October 2015 Object of the Month

A Century and More of Lismore Stores

Neil MacCormick was born in 1857, the fourth son of Alexander and Cathrine MacCormick, tenants of Baligarve. He made his living first as a tailor and was still living at home at Baligarve, aged 24 at the 1881 census. In the following decade he married, moved to Baleveolan, and, by 1891 he was described as a “tailor, clothier and general merchant”, employing 2 journeymen and an apprentice. Highly entrepreneurial, and prospering from a contract to supply uniforms for the MacBrayne steamers, he built Daisybank House behind Lismore Stores in the 1890s.

The tailoring business did not survive his early death in 1902, but his wife, Elizabeth MacCormick, continued as a general merchant until she sold the business to Duncan Colthart, who also operated in Oban. The MacCormick shop accounts from 1906 to 1935, and a range of other business papers are held in the archive at LISDD:2009.M (The Daisybank Papers). They were kindly donated by Neil’s descendants when they sold the house.Oct OOM Colthart van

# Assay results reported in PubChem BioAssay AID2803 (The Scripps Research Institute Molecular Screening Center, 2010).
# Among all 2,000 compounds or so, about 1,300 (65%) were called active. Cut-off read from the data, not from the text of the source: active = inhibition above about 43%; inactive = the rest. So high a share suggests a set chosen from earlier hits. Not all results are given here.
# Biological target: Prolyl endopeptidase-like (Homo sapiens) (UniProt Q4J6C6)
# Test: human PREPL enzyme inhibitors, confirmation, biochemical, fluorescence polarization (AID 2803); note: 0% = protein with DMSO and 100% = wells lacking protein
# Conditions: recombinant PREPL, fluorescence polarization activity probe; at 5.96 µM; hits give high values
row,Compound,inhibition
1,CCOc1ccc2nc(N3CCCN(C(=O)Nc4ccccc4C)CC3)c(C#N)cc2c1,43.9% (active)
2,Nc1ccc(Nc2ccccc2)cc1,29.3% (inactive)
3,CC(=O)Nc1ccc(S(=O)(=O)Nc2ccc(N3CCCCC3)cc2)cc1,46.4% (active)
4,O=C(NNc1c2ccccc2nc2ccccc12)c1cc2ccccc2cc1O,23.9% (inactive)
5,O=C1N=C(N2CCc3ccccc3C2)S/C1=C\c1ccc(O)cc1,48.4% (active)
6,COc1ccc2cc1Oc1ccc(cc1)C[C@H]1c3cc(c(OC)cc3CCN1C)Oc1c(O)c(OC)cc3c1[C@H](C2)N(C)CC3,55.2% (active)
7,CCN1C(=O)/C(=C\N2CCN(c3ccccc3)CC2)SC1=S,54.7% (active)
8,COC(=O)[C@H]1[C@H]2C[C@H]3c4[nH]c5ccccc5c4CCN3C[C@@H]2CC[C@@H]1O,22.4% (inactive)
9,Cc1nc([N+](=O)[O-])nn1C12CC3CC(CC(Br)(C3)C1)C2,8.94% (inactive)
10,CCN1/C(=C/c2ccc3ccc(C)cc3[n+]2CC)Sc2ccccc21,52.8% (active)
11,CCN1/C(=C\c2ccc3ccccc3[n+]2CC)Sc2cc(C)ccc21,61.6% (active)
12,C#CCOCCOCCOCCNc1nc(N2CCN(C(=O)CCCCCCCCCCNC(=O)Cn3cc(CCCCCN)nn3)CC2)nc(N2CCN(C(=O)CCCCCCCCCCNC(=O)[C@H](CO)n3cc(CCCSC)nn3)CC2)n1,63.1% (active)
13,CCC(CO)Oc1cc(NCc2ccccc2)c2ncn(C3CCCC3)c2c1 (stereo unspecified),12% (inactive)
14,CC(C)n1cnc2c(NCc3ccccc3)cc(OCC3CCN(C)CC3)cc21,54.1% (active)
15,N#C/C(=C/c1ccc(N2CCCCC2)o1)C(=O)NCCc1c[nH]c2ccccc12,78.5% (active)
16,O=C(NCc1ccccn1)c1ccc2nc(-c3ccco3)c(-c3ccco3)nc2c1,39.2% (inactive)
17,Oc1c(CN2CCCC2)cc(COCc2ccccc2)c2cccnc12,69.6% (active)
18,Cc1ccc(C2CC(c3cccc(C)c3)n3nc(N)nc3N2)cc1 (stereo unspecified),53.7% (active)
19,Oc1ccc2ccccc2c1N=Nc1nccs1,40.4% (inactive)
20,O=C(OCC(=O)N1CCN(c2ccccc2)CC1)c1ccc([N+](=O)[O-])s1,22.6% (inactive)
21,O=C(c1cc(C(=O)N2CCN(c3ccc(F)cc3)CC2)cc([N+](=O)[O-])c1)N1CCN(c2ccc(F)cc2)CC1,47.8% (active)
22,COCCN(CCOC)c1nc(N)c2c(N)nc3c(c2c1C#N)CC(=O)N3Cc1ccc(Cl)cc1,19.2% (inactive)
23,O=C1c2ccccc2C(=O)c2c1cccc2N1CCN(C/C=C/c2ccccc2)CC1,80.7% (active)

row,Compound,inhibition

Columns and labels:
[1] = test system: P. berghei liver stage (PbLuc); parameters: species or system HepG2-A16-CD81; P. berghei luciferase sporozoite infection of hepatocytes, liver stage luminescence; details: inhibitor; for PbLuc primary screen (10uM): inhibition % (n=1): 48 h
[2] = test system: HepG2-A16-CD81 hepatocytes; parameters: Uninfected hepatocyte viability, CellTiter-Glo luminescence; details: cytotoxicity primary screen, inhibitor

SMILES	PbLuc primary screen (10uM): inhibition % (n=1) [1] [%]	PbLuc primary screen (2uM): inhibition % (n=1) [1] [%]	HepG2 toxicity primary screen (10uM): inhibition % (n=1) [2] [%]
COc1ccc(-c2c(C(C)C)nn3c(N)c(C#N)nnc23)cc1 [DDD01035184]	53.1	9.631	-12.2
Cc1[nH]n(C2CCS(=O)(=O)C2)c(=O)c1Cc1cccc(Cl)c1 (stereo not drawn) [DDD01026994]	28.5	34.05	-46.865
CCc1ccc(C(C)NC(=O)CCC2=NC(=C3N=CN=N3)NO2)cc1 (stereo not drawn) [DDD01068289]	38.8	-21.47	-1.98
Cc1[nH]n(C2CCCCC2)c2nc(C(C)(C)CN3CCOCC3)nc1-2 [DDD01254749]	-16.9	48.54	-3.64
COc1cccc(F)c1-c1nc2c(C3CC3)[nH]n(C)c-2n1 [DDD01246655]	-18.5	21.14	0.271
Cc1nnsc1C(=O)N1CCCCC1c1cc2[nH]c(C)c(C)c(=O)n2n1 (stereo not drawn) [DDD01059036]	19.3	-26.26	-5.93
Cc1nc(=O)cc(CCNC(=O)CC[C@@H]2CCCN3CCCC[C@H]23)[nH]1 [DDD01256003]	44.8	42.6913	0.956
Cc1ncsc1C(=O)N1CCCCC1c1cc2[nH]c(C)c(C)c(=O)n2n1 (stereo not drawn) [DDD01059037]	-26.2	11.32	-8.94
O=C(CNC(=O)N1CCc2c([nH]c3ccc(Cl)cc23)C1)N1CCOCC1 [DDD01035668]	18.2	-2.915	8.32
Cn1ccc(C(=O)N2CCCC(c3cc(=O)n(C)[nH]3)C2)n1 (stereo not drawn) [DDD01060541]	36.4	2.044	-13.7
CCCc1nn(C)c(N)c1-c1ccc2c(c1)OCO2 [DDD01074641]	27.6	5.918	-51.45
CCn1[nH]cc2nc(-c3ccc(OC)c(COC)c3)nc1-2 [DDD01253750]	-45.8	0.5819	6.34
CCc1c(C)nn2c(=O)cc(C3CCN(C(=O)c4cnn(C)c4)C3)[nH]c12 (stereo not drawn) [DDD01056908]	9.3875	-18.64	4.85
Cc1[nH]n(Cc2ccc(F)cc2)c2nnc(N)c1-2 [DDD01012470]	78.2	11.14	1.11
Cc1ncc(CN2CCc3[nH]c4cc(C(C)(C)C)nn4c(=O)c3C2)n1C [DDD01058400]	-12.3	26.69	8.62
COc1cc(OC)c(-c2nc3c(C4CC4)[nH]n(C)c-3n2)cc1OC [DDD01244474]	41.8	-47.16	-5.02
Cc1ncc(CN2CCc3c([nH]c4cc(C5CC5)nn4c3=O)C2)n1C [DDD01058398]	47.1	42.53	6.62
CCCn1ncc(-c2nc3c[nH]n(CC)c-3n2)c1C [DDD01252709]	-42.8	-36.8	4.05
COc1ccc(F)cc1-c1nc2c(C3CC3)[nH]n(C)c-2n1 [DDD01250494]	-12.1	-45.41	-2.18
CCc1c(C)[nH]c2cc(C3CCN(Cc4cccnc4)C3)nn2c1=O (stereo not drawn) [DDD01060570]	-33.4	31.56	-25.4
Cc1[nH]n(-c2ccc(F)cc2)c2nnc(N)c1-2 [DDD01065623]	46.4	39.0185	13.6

In 1944, young Margaret Livingstone from Laggan started as shop assistant, not knowing that she would continue there for 30 years. Her story of the hard physical labour, carrying heavy weights, dealing out bulk materials, and long hours in the van, is told in the museum audiovisual presentation: Toradh an Lios. From 1949, the shop was managed for the Coltharts by Jim Corrigan, seen below with his other assistant Jessie Stewart.Oct OOM shop van and two people
In the ‘sixties, the business was taken over by Richard Holyoak, and the island Post Office was transferred from Achnacroish to Lismore Stores in 1969. The Holyoak years are remembered as the time of modernisation of Lismore Stores: self-service and supplying plastic bags (which are now considered to be “collectors pieces”).Oct OOM carrier bag

This bag (LISDD:2015.217) was brought back to the island from British Columbia by Sue Morham, who found it in a trunk in her uncle’s house.
The next shopkeepers, Pat and Geoff Taylor, continued up to 1997, when David Wilson took on the crucial role of maintaining the island shop and post office.